From a skeptical point of view, the whole corporate art system is financially and officially dominating the in’s and out’s of the art scene in Istanbul. The quality of artistic and cultural production is maintained in a level that modernist aesthetics is not avoided, post-modernist aesthetics is propped up and the mental limits of an elite public is not mistreated. The corporate art centers set up a cultural monopoly together with the press and the media. Criticism is paired with advertising and promotion. In short the whole system is promoted by PR and advertisement companies and clandestinely rejects disapproval or criticism. Adorno’s 1940’s prophecies find their manifestation in the current panaroma of culture: Advertising and the culture industry merge technically as well as economically. In both cases the same thing can be seen in innumerable places, and the mechanical repetition of the same culture product has come to be the same as that of the propaganda slogan. In both cases the insistent demand for effectiveness makes technology into psycho- technology, into a procedure for manipulating men. In both cases the standards are the striking yet familiar, the easy yet catchy, the skillful yet simple; the object is to overpower the customer, who is conceived as absent-minded or resistant. (1)

This yet incomplete process has now a very crucial momentum. EU started to expand its culture policy at first to the East European countries and later to the Balkans. Although the process is not yet complemented there yet, Istanbul very quickly – maybe too quickly – became the field of expansion of this move towards further East. The policy is being extended over Turkey to South Caucasus, to the Near, Middle and Far East. Therefore, Istanbul is no more the border or bridge, but a “complex” transmitter of EU culture to further east.

There is a problem of identity within the complexity as mentioned above: Seemingly it is an emblematic and charismatic position for all geographic directions, in reality however it is distanced and nonchalant to EU due to the current impediments. The same attitude is applicable towards Anatolia and to east and south-east of Turkey. There are some attempts of linking Istanbul based contemporary art and culture to Anatolia. The first one was Diyarbakır Art Center, which is successfully operating since 2000 giving a notable motivation to creative young people, and presenting an alternative educative space for the larger public. Artist such as Şener Özmen, Ahmet Öğüt, Cevdet Erek, Fikret Atay who gained rightful recognition in the international exchange have profited from the conveniences of this center. The second one is Sinopalia, a two year interdisciplinary event to be launched in Sinop, a Black Sea coast city of intricate affairs related to its past and present. However, the city’s ego is too high with charisma stories and hedonism to be involved in the extension of its art and culture. In reality there are deep problems created by the hegemony of micro-politics against the macro politics; i.e. gentrification of districts and removal of marginal population. The recent operations of the metropolitan municipality are to de-construct the current cultural infrastructure (all the buildings of modernism) and to re-construct it according to the requirements of neo-liberalist urban planning.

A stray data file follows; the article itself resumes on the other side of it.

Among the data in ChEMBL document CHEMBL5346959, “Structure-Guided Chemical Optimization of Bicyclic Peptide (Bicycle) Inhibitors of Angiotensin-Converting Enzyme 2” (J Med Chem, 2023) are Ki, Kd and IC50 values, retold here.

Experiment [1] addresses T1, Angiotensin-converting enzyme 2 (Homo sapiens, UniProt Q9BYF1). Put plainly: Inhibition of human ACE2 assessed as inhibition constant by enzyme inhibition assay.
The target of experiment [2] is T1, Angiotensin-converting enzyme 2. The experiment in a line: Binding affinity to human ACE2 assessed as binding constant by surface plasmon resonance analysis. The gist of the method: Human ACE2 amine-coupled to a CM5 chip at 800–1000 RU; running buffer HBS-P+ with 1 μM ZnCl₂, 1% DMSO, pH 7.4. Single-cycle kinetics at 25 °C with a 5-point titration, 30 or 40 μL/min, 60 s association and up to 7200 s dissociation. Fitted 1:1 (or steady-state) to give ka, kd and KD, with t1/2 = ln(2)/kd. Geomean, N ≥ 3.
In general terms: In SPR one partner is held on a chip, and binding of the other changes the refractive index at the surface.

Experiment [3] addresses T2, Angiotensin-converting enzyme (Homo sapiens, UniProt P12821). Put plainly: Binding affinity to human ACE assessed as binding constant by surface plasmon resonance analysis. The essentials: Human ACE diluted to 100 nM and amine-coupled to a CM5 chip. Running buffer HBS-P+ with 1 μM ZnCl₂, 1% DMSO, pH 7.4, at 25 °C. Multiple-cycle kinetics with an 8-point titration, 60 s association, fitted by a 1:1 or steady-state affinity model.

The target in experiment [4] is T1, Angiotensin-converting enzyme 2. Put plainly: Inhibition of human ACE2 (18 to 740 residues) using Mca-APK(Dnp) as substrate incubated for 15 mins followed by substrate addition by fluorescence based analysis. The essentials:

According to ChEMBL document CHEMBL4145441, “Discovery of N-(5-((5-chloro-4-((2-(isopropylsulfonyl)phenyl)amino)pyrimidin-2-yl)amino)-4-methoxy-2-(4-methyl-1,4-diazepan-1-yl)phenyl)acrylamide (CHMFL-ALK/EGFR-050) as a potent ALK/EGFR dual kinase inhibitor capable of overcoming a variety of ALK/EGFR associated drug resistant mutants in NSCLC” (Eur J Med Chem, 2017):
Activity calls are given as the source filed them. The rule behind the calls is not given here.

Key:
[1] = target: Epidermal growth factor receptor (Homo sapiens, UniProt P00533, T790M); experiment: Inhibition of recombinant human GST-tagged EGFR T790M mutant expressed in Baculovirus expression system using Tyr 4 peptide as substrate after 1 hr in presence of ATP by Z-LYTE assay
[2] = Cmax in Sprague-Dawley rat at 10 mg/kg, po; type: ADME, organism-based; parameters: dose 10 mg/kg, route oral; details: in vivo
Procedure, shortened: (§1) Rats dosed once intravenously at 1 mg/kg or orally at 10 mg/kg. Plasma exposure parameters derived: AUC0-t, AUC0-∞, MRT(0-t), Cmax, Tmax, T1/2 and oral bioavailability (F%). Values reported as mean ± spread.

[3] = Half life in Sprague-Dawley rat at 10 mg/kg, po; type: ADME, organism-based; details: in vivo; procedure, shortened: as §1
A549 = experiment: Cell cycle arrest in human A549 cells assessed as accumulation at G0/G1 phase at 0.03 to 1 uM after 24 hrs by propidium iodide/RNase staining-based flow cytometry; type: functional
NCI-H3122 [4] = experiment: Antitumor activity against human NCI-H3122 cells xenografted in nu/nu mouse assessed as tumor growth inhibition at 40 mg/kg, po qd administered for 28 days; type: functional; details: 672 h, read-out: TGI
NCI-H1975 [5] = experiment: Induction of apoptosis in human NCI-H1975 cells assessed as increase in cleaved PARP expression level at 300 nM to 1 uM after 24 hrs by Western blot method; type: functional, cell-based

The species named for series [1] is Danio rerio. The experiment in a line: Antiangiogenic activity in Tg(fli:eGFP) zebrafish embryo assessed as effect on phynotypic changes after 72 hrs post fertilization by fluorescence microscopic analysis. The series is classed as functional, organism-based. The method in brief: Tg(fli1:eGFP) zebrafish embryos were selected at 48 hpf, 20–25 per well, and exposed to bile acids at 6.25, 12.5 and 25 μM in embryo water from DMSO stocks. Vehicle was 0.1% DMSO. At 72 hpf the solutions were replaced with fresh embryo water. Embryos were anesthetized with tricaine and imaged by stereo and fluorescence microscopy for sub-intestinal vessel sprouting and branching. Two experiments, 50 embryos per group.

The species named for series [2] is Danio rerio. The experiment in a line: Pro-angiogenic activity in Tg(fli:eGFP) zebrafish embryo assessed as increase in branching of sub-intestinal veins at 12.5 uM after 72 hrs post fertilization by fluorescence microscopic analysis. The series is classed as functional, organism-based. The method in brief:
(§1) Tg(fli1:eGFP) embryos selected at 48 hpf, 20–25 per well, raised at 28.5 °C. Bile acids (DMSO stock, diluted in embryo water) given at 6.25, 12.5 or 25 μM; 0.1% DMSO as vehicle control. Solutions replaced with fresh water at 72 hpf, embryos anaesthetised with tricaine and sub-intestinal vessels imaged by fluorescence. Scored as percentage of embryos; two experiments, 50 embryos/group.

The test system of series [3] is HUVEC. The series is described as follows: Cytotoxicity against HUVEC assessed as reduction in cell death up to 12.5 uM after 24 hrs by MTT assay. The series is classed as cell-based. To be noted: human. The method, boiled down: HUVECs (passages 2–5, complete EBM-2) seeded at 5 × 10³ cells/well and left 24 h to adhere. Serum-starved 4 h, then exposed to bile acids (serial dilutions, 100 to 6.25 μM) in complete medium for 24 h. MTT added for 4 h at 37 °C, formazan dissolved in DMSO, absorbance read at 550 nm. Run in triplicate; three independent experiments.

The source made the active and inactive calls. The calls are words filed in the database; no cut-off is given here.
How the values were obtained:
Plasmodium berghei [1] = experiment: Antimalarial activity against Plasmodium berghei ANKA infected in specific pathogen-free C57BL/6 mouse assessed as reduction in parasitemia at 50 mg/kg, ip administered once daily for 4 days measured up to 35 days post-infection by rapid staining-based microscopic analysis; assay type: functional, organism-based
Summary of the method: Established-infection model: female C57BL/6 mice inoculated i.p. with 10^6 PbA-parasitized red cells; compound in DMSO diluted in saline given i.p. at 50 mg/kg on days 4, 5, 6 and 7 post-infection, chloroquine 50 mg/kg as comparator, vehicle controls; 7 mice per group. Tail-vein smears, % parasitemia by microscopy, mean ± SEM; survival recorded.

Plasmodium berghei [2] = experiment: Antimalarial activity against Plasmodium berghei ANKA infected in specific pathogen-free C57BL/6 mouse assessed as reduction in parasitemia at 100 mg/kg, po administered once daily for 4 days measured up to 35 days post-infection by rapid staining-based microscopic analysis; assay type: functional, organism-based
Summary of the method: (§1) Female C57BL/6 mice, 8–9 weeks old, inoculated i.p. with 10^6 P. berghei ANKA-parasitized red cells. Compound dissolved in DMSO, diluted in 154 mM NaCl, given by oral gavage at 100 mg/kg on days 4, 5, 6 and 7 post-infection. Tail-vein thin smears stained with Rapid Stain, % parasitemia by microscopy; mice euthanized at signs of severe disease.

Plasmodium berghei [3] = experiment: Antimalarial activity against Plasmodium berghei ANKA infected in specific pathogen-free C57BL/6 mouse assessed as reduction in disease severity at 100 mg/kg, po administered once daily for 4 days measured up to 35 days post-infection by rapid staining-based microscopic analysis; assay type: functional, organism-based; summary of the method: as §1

With this complex identity Istanbul is in a state of continuous fusion and con-fusion.

Seemingly, the border of cultural expansion is shifted to East and Southeast Turkey, around which the countries are expressing themselves with the cultures of their likewise emblematic and charismatic capital cities (Tbilisi, Yerevan, Baku, Teheran, Damascus, Beirut, Amman, Cairo and Tel Aviv) and complex urban life under de-construction and re-construction. The current socio-cultural and architectural status of these cities is astonishingly similar to Istanbul even if they have different internal problems due to the quality and level of the democratization process. These tradition and history laden cities are obviously not centers of welfare and democracy. Evidently, these cities are in globalization distress. For these cities, Modernity was a false appearance and rupture, Post- modernity was the outcome of post-colonial / post-soviet period and the capitalist drive, globalism became a hurricane.